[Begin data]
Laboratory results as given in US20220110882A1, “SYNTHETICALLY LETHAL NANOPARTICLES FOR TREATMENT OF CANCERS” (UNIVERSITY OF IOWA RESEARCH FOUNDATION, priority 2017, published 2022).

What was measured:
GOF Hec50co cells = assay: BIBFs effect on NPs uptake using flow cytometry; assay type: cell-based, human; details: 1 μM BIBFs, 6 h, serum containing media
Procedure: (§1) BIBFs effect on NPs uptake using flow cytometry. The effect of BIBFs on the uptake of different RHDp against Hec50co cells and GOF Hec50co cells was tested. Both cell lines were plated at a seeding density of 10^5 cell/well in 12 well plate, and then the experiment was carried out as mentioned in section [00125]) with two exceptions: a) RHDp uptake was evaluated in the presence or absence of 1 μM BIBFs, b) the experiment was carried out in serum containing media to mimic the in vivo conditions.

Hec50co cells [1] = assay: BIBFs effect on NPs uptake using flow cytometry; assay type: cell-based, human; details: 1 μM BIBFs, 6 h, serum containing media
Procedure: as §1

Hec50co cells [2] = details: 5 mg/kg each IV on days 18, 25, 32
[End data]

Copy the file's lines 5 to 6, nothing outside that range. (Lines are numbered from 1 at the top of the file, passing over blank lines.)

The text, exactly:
Hec50co cells [1] = assay: BIBFs effect on NPs uptake using flow cytometry; assay type: cell-based, human; details: 1 μM BIBFs, 6 h, serum containing media
Procedure: as §1